Dear Friends and Neighbors,
The legislative session is over! The Legislature wrapped up this year’s 60-day session Thursday night. The final days of session were long and went deep into the evening as we debated and voted on bills on the Senate floor, including the final supplemental operating, capital and transportation budgets after negotiators reached agreements on them. We also took final votes on bills that had been amended by one chamber after being passed in the other chamber.
In some ways, this was one of the most disappointing sessions I’ve experienced as a legislator. With Democrats controlling both the House and Senate this year, there were far more bills passed by the Legislature than in a typical “short” session, and sometimes key bills were brought to a floor vote without a public hearing or a chance for members to have time to review them before voting. This is not a good or responsible way to govern!
I want to thank all of the constituents who wrote, called or e-mailed my office this session to share their opinions on bills or ask questions. I appreciate your interest in what we did in Olympia, as well as your feedback!
Senate Democrats vote to raid voter-approved rainy-day fund
One of the most disappointing moments of this session happened last Wednesday when the Senate Democrats passed a measure that would effectively raid the state’s savings account by diverting $935 million that should have gone into the account. This thwarts the will of Washington voters and weakens the state operating budget’s ability to withstand a revenue drop. It also draws down reserves needed in case of an economic recession or to deal with the results of an earthquake, major flood, wildfires or other natural disasters.
Withdrawing money from the rainy-day fund requires a 60-percent majority vote, thanks to an amendment to our state constitution that was passed by Washington voters a decade ago. Through an amendment to Senate Bill 6614 that I opposed, the Senate’s Democrat majority kept the required deposit from being made to the rainy-day fund. The net loss to the account is $700 million.
The Democrats’ vote to deprive this account could hurt Washington’s debt ratings. Our state has earned strong debt ratings by being fiscally responsible and maintaining strong reserves. But the raid on the rainy-day fund will send a negative message to the bond industry that Washington is willing to spend recklessly. I’m afraid this will come back to haunt our state by weakening our bond rating, which would hurt us not only at the state government level but would trickle down to affect our local cities, counties and school districts.
State Treasurer Duane Davidson said it was shortsighted to see $700 million taken in a diversionary raid on the rainy-day fund. He called the fund grab a self-inflicted wound and the opposite of good fiscal management. He urged the Legislature to not do this. Unfortunately, the majority Democrats did not heed his advice.
2018 supplemental operating budget lacks fiscal responsibility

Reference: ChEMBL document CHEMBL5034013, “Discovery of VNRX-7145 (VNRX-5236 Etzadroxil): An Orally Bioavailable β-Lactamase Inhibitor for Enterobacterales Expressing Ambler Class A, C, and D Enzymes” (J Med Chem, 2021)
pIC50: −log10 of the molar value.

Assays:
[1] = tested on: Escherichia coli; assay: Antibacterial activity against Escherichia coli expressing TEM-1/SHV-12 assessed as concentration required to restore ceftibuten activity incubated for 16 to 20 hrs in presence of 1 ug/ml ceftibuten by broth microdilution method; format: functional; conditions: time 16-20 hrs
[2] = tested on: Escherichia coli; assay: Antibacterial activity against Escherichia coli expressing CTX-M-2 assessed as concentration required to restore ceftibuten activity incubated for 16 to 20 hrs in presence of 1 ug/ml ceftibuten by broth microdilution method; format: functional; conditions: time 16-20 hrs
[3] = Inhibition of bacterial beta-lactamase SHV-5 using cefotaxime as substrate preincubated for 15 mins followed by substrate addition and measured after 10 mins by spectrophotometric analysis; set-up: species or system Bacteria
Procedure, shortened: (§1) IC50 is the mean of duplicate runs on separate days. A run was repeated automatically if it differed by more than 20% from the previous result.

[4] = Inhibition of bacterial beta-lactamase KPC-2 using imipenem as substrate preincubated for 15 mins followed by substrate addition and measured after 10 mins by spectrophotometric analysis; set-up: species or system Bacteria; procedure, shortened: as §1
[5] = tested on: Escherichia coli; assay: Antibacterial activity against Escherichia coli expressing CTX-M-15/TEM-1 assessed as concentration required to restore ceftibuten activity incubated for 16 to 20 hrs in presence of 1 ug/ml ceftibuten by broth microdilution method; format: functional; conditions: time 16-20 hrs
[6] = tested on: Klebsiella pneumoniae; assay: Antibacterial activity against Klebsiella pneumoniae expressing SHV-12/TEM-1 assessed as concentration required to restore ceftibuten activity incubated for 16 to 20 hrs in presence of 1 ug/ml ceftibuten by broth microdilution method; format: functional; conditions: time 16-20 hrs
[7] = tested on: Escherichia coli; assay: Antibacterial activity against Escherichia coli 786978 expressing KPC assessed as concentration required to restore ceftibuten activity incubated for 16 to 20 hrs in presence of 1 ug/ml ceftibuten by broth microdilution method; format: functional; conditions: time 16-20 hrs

I voted against the 2018 supplemental operating budget that was passed by the Legislature on Thursday. (The Senate passed it along caucus lines, 25-24.) It’s fiscally irresponsible and misses an opportunity to provide meaningful property-tax relief for Washington property owners who face higher property taxes this year due to an overlap in state and local school taxes that was demanded lats year by Democrats who control the House.
One of the things about this year’s budget process that really upset me was how our ranking Republican on the Senate Ways and Means Committee, Sen. John Braun, could not brief us on the final budget — because he was not allowed to be part of the budget-negotiation process. That’s wrong. This supplemental budget is scary because it raids and diverts money from specific accounts. I’m worried about the precedents set this week and the ramifications they could have on our state’s bond ratings and the trickle-down effects to our local governments.
Sen. Braun offered an alternative budget that showed the Legislature could provide nearly $1 billion in property-tax relief this year without taking money from the rainy-day fund, thanks to the additional $2.3 billion in tax revenue that the state is expected to collect.
Legislature passes two of my bills
I’m pleased that two of my bills were approved by the Legislature during the homestretch of our session.
Senate Bill 6059 enhances protection for insurance consumers. It provides the Office of the Insurance Commissioner with better insight into the corporate-governance framework of an insurer or insurance group, allowing for more frequent reviews and assessments. With better understanding of the insurance companies’ corporate governance systems, the Office of Insurance Commissioner will be more able to assess whether existing governance structures are in place to protect consumers in our state. SB 6059 was approved 47-2 by the Senate and 98-0 by the House.
Senate Bill 6462 raises awareness of an insurance program for residential heating-oil tanks. It helps make residential homebuyers aware of the Washington Pollution Liability Insurance Agency’s Residential Heating Oil Insurance Program, which provides insurance coverage at no cost to owners of active heating oil tanks. The program provides up to $60,000 of insurance coverage for cleaning up contamination caused by a leak from a heating-oil tank. This bill will help people who are looking to buy a home that uses heating oil. SB 6462 was passed 47-0 by the Senate and 97-0 by the House.
Phone: (360) 786-7650 Email: Jan.Angel@leg.wa.gov